Crunchyroll has more than 90 million users in 200 countries, including more than 3 million subscribers to its streaming service, the companies said in a joint press release. It also distributes mobile games, manga, and merchandise and manages events. Sony will eventually be folding Crunchyroll into its existing Funimation anime distribution business.

Crunchyroll currently falls under the WarnerMedia division of AT&T, and it's not a surprise that AT&T is selling it off. The company is hemorrhaging pay-TV subscribers and trying to sell off the DirecTV division, which it paid $49 billion to acquire only five years ago. (Recent reports say potential buyers are offering figures closer to $16 billion.)

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Posted in AT&T, crunchyroll, funimation, Gaming & Culture, media, megalomedia, Policy, Sony | Comments (0)

Sorry, you can’t move your discontinued copy of PT to the PS5

November 9th, 2020
<em>PT</em> scenes like this will not be viewable on the PS5, even though they were briefly during the prerelease period.

Enlarge / PT scenes like this will not be viewable on the PS5, even though they were briefly during the prerelease period.

Remember PT? The free "playable trailer" was released for the PS4 back in 2014 to promote a Hideo Kojima and Guillermo del Toro-led Silent Hill sequel featuring Norman Reedus. But when that project was cancelled in 2015, the demo was removed from the PlayStation Store, even as a redownload.

That means the short horror demo is now only playable on some of the 1 million or so PS4 systems that downloaded it before the discontinuation. Those units have sold for heavily inflated prices on eBay as the hard-to-access demo has achieved cult classic status among horror game fans.

In the lead-up to the PS5's launch this week, there was some speculation that those trapped demos could be freed from their PS4 prisons via transfer to a backward-compatible PS5. Now, though, multiple outlets have confirmed that the game can't be moved from a PS4 to a PS5; When you try through the system's App Transfer menu, you simply get a message saying, "You can't use this PS4 game or app on the PS5."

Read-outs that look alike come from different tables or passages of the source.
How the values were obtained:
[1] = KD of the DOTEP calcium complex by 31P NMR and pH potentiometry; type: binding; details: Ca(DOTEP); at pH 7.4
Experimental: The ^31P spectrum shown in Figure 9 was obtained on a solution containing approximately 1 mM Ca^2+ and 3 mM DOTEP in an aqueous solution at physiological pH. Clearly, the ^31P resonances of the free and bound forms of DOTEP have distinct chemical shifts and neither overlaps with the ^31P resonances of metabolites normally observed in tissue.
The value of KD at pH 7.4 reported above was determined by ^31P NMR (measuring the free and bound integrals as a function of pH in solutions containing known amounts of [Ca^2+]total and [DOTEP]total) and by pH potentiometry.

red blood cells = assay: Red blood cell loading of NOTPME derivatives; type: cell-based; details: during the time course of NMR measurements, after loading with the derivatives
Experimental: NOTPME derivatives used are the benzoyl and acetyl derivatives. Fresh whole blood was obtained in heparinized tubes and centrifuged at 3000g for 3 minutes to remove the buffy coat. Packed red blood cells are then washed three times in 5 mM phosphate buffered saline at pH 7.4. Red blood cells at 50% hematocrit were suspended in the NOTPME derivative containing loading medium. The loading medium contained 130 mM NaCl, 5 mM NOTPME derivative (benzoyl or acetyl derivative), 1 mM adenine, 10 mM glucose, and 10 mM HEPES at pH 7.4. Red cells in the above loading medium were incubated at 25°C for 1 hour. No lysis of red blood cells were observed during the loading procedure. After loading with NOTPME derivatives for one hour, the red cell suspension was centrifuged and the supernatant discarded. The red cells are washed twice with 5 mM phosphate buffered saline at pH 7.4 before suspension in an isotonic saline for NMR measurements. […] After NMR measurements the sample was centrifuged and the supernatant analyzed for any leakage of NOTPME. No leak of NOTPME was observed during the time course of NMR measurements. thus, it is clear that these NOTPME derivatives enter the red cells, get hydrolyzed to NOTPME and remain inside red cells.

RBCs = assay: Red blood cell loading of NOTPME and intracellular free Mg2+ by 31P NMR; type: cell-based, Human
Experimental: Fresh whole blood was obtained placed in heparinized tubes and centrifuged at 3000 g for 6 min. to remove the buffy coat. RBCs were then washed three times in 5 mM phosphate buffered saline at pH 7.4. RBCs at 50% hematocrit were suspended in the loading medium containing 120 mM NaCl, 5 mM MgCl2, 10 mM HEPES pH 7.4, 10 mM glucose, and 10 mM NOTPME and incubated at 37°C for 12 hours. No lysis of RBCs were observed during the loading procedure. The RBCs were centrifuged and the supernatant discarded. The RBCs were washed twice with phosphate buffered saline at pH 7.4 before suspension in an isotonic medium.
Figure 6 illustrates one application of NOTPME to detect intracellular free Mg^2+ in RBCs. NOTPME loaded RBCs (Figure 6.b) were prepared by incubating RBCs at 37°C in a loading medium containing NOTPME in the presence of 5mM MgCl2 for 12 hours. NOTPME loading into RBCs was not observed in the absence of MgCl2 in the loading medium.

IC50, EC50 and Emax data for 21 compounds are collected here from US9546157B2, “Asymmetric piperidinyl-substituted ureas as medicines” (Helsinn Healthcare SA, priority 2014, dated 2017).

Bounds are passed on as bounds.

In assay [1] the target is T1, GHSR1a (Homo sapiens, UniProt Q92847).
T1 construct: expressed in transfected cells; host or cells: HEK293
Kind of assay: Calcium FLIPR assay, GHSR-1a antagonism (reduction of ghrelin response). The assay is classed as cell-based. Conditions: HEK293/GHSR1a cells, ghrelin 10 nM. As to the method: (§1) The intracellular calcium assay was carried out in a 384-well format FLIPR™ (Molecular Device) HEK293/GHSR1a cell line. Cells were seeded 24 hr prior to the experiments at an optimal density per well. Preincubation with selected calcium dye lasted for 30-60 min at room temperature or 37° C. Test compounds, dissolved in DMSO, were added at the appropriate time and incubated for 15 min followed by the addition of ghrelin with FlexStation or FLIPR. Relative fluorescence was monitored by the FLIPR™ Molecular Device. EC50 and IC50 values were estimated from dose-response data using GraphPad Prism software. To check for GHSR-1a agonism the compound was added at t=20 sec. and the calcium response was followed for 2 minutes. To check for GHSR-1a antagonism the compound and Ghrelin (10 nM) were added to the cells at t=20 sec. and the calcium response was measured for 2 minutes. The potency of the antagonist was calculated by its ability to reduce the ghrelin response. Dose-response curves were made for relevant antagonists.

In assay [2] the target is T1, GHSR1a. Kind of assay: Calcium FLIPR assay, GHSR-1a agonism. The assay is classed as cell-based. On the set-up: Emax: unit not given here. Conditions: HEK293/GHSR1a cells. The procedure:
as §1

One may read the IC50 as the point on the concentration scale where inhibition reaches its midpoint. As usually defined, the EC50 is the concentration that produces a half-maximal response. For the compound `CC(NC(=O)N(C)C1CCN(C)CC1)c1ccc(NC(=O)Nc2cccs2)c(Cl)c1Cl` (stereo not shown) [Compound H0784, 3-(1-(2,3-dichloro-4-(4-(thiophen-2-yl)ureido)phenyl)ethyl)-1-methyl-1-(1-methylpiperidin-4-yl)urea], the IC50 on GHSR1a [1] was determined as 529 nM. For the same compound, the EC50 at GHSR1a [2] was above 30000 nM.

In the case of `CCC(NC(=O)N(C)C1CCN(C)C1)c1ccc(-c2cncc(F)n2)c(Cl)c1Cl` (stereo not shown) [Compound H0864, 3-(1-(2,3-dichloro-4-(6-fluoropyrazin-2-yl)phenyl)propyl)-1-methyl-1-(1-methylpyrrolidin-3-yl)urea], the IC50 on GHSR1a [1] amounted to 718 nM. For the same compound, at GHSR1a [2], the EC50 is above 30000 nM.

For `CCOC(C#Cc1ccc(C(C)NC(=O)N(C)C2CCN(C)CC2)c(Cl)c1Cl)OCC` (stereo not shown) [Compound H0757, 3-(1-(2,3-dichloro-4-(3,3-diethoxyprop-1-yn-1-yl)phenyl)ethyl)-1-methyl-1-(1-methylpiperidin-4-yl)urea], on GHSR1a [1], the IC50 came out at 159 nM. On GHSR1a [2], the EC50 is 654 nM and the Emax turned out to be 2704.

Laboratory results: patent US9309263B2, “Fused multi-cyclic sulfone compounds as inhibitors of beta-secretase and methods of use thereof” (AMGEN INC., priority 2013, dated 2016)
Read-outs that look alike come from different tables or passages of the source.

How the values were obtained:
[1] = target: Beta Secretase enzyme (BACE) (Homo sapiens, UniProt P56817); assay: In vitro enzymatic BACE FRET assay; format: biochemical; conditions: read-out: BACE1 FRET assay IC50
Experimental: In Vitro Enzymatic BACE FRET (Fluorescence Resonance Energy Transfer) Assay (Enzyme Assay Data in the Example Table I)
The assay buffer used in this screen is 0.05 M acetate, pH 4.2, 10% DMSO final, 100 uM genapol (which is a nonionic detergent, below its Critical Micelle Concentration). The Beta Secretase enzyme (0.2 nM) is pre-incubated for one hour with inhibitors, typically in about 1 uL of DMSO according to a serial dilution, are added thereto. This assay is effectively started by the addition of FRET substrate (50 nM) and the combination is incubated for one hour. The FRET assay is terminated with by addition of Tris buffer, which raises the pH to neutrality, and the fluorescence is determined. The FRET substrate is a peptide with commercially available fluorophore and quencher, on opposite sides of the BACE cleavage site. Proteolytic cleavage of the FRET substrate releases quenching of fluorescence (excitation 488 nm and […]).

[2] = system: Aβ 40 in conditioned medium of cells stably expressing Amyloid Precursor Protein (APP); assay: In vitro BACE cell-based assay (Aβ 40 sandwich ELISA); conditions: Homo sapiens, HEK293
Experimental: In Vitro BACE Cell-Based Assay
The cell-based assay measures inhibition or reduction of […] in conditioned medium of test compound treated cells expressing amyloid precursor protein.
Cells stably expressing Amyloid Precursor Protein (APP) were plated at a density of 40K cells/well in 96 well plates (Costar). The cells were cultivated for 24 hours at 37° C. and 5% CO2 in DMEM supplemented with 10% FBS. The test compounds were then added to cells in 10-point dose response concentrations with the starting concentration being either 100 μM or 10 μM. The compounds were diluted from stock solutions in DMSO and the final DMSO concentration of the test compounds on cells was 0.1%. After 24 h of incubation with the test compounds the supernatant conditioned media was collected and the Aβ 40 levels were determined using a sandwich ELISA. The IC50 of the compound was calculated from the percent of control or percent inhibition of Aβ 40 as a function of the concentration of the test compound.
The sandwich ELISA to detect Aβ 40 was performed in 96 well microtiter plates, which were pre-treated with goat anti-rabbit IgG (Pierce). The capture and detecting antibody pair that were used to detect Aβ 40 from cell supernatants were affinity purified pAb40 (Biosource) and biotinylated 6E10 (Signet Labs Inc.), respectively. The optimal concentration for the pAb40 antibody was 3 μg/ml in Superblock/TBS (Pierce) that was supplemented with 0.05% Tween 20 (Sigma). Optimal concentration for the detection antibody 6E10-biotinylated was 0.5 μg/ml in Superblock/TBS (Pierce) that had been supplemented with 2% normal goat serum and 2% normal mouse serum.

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Posted in backward compatibility, Gaming & Culture, Konami, PlayStation, ps5, pt, Sony | Comments (0)

Sony reportedly puts a stop to third-party PS5 faceplate plans

November 2nd, 2020

Last month, Sony revealed in a teardown video that the wavy white faceplates that give the PlayStation 5 so much of its substantial bulk are easily removable by hand, without the use of tools. That caused some to hope for the return of an aftermarket for customizable, Xbox 360-style faceplates to change the look of the system in your personal entertainment center.

Sony, apparently, is not among the hopeful. The company has reportedly threatened legal action against one of the first companies to design and attempt to sell custom PS5 faceplates, first for trademark infringement and then for alleged infringement on intellectual property. (archived version) was "born out of the single desire to create a Matte Black custom faceplate, simply because we believed it was what the PS5 community deserved," the site read. The site went up last month promising "unofficial third-party accessories" for the PS5, including a number of colorful $39.99 faceplates that it planned to ship within two weeks of the system's November 12 launch.

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Posted in Gaming & Culture, playstation 5, ps5, Sony | Comments (0)

PS5 will use downloadable updates to control game-by-game fan speed

October 19th, 2020

Earlier this month, Sony gave us the first peek inside the PlayStation 5 in the form of a teardown video that examined the upcoming console piece by piece. Now, Japanese specialty site 4Gamer has posted an interview with the Sony hardware design engineer featured in that video, Yasuhiro Otori.

That interview (Google Translate, ResetEra user translation) goes into a lot of nitty-gritty detail on the design decisions behind Sony's uniquely shaped console and focuses heavily on the unit's heat dissipation technology. One of the most interesting tidbits on that score is an apparent plan to "optimize" the speed of the cooling fan on a per-game basis via downloadable system updates.

"Various games will appear in the future, and APU [accelerated processing unit] behavior data for each game will be collected," Otori said. "Based on this, there is a plan to proceed with the optimization of fan control."

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Posted in cooling, design, Gaming & Culture, ps5, Sony | Comments (0)